I was perusing Aswath Damodaran’s website and came across some interesting observations in his March 10, 2017 post. Many investors use various value indicators as proxies instead of doing a heavy number crunch. Damodaran reminds us that we cannot rely wholly on numbers. One number we tend to over-rely on is the P/E ratio:

“I mistrust PE ratios for many reasons. First, the more accountants can work on a number, the less trustworthy it becomes, and there is no more massaged, manipulated and mangled variable than earnings per share. Second, the sampling bias introduced by eliminating a large subset of your sample, by eliminating money losing companies, is immense. Third, it is the most volatile of all of the multiples as it is based upon earnings per share.”

What about other ratios? P/B and EV/EBITDA can also be misleading:

“In many ways, the price to book ratio confronts investors on a fundamental question of whether they trust markets or accountants more, by scaling the market’s estimate of what a company is worth (the market capitalization) to what the accountants consider the company’s value (book value of equity).”

“The EV to EBITDA multiple has quickly grown in favor among analysts, for some good reasons and some bad. Among the good reasons, it is less affected by different financial leverage policies than PE ratios (but it is not immune) and depreciation methods than other earnings multiples. Among the bad ones is that it is a cash flow measure based on a dangerously loose definition of cash flow that works only if you live in a world where there are no taxes, debt payments and capital expenditures laying claim on those cash flows.”

Damodaran concludes with some useful advice:

"Rules for the Road

  1. Absolute rules of thumb are dangerous (and lazy): The investing world is full of rules of thumb for finding bargains. Companies that trade at less than book value are cheap, as are companies that trade at less than six times EBITDA or have PEG ratios less than one. Many of these rules have their roots in a different age, when data was difficult to access and there were no ready tools for analyzing them, other than abacuses and ledger sheets. In Ben Graham's day, the very fact that you had collected the data to run his "cheap stock" screens was your competitive advantage. In today's market, where you can download the entire market with the click of a button and tailor your Excel spreadsheet to compute and screen, it strikes me as odd that screens still remain based on absolute values. If you want to find cheap companies based upon EV to EBITDA, why not just compute the number for every company (as I have in my histogram) and then use the first quartile  (25th percentile) as your cut off for cheap. By my calculations, a company with an EV/EBITDA of 7.70 would be cheap in the United States but you would need an EV to EBITDA less than 4.67 to be cheap in Japan, at least in January 2017.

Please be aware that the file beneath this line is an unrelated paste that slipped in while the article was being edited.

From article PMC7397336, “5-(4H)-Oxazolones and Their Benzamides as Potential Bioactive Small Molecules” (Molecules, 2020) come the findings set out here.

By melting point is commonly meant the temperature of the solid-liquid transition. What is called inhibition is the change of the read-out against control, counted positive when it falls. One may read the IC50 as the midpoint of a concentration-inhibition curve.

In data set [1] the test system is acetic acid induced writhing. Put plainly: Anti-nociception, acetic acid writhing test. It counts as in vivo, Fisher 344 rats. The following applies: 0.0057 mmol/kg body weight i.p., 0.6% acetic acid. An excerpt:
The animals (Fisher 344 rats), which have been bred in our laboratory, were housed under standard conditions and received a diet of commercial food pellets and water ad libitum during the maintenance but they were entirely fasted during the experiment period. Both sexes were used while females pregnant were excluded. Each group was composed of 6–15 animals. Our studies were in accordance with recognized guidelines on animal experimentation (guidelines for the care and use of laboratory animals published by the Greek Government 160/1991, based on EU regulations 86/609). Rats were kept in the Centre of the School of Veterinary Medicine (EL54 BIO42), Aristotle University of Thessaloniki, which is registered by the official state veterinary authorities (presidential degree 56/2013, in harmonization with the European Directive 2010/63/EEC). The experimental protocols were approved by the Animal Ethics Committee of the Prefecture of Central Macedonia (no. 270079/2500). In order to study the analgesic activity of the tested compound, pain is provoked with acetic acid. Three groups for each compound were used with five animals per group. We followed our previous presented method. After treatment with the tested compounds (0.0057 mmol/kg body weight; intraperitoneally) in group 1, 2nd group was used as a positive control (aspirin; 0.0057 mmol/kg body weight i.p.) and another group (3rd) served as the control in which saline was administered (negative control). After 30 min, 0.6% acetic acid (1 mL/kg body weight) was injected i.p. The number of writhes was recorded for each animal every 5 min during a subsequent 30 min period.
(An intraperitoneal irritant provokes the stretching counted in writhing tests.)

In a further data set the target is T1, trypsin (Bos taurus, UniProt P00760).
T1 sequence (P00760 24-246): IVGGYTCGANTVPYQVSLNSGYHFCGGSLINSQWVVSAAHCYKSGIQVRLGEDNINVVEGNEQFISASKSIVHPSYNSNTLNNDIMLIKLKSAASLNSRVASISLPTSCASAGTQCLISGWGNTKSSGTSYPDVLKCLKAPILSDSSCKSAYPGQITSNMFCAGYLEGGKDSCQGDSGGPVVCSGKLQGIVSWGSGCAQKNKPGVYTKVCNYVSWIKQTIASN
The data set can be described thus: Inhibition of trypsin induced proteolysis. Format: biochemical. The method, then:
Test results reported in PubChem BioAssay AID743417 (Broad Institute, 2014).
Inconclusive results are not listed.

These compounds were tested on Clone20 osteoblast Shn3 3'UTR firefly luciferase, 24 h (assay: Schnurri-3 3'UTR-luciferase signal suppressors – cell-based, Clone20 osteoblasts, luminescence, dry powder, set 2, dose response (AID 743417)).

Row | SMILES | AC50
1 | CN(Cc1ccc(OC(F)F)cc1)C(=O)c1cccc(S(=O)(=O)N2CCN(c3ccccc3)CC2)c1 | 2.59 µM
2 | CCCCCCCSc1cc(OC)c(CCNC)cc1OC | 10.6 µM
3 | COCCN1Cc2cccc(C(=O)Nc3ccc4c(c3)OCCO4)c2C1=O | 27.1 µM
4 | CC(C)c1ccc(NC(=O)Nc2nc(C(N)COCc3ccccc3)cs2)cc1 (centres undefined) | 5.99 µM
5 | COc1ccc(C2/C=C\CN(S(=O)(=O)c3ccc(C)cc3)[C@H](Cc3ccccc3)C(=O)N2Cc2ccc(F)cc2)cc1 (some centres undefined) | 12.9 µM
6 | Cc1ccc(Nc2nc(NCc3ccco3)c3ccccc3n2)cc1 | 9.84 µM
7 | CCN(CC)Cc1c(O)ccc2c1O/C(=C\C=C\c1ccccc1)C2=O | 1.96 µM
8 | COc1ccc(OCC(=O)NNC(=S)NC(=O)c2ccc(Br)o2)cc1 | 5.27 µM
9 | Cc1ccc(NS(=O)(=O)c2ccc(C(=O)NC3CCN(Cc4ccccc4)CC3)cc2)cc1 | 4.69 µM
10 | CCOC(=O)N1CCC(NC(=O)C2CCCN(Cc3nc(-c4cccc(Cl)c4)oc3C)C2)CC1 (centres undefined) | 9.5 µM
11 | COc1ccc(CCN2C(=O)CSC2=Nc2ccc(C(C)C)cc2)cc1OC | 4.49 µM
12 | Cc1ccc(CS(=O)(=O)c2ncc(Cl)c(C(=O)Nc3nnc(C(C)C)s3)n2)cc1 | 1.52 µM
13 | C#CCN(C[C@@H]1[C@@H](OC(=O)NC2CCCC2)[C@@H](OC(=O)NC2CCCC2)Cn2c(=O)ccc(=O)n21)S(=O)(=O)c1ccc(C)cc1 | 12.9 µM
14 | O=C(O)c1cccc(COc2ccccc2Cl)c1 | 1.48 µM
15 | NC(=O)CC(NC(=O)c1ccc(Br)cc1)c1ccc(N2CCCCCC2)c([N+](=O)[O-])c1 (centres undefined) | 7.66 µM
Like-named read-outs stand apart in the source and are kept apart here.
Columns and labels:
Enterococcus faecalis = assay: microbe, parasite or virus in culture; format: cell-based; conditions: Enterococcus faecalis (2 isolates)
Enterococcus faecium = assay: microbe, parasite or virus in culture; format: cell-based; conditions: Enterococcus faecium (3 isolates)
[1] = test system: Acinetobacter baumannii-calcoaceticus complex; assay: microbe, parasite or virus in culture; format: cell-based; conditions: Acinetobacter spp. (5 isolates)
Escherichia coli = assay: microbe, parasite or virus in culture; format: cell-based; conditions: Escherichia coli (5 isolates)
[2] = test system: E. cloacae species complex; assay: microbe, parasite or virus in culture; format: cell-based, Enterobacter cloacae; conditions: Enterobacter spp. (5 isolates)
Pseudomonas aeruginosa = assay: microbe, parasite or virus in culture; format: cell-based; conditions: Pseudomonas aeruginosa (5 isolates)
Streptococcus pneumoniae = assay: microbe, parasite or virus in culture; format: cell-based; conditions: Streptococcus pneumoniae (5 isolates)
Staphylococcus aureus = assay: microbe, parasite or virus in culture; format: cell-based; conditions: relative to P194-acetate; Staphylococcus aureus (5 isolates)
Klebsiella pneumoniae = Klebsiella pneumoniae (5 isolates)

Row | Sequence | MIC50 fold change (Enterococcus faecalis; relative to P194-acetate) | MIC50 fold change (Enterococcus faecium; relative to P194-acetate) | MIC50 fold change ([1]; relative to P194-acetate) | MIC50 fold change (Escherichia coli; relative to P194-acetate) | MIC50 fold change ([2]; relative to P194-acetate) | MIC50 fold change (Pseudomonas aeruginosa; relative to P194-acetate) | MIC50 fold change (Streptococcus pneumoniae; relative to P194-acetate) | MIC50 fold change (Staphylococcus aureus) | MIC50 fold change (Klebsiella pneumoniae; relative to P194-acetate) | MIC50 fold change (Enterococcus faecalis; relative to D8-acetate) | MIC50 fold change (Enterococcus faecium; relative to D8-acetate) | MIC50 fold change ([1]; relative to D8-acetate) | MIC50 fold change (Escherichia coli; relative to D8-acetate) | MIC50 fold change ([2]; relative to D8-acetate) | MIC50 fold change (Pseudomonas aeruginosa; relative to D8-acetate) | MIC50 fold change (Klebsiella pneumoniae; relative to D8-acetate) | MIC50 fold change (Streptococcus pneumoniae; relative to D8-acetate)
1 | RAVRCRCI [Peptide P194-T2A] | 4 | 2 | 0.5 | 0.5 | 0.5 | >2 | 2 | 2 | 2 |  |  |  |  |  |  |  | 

2. Most stocks that look cheap deserve to be cheap: If your investment strategy is buying stocks that trade at low multiples of earnings and book value and waiting for them to recover, you are playing a game of mean reversion. It may work for you, but there is little that you are bringing to the investing table, and there is little that I would expect you to take away. If you want to price a stock, you have to bring in not just how cheap it is but also look at measures of value that may explain why the stock is cheap.
  3. If you are paying a price, you are "estimating" the future: When I do an intrinsic valuation (as I did a couple of weeks ago with Snap), I am often taken to task by some readers for playing God, i.e., forecasting revenue growth, margins and risk for a company with a very uncertain future. I accept that critique but I don't see an alternative. If your view is that using a multiple lets you evade this responsibility, it is because you have chosen not to look under the hood. If you pay 50 times revenues for a company, which is what you might be with Snap, you are making assumptions about revenue growth and margins, whether you like it or not. The only difference between us seems to be that I am being explicit about my assumptions, whereas your assumptions are implicit. In fact, they may be so implicit that you don't even know what they are, a decidedly dangerous place to be in investing."

The more I read about valuation methods, the more I like Buffett’s simple maxim on buying good companies at fair prices. It’s faster, easier, and perhaps more reliable in the long run. But Buffett himself spends a lot of time going through the numbers, he just makes it sound easy. Value investing is not for the lazy.

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